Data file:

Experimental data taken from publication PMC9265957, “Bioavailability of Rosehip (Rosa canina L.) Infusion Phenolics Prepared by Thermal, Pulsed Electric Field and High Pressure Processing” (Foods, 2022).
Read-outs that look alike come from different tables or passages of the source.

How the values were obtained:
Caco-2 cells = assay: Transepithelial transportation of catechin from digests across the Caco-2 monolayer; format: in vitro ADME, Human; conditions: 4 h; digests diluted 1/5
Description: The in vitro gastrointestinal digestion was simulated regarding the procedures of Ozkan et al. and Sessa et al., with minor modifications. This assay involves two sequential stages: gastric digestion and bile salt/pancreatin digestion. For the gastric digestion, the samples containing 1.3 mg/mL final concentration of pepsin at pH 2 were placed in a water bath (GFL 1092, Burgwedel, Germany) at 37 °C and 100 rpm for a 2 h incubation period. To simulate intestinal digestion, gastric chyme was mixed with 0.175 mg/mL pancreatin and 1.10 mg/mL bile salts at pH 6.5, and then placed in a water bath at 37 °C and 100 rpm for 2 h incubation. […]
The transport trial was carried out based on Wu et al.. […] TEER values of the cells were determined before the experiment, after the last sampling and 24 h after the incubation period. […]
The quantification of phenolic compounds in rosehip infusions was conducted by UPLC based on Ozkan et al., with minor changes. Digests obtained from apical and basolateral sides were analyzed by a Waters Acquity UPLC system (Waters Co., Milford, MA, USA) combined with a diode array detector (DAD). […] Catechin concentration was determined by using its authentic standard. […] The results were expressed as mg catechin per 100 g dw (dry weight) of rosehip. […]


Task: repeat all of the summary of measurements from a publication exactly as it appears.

Experimental data taken from publication PMC9265957, “Bioavailability of Rosehip (Rosa canina L.) Infusion Phenolics Prepared by Thermal, Pulsed Electric Field and High Pressure Processing” (Foods, 2022).
Read-outs that look alike come from different tables or passages of the source.

How the values were obtained:
Caco-2 cells = assay: Transepithelial transportation of catechin from digests across the Caco-2 monolayer; format: in vitro ADME, Human; conditions: 4 h; digests diluted 1/5
Description: The in vitro gastrointestinal digestion was simulated regarding the procedures of Ozkan et al. and Sessa et al., with minor modifications. This assay involves two sequential stages: gastric digestion and bile salt/pancreatin digestion. For the gastric digestion, the samples containing 1.3 mg/mL final concentration of pepsin at pH 2 were placed in a water bath (GFL 1092, Burgwedel, Germany) at 37 °C and 100 rpm for a 2 h incubation period. To simulate intestinal digestion, gastric chyme was mixed with 0.175 mg/mL pancreatin and 1.10 mg/mL bile salts at pH 6.5, and then placed in a water bath at 37 °C and 100 rpm for 2 h incubation. […]
The transport trial was carried out based on Wu et al.. […] TEER values of the cells were determined before the experiment, after the last sampling and 24 h after the incubation period. […]
The quantification of phenolic compounds in rosehip infusions was conducted by UPLC based on Ozkan et al., with minor changes. Digests obtained from apical and basolateral sides were analyzed by a Waters Acquity UPLC system (Waters Co., Milford, MA, USA) combined with a diode array detector (DAD). […] Catechin concentration was determined by using its authentic standard. […] The results were expressed as mg catechin per 100 g dw (dry weight) of rosehip. […]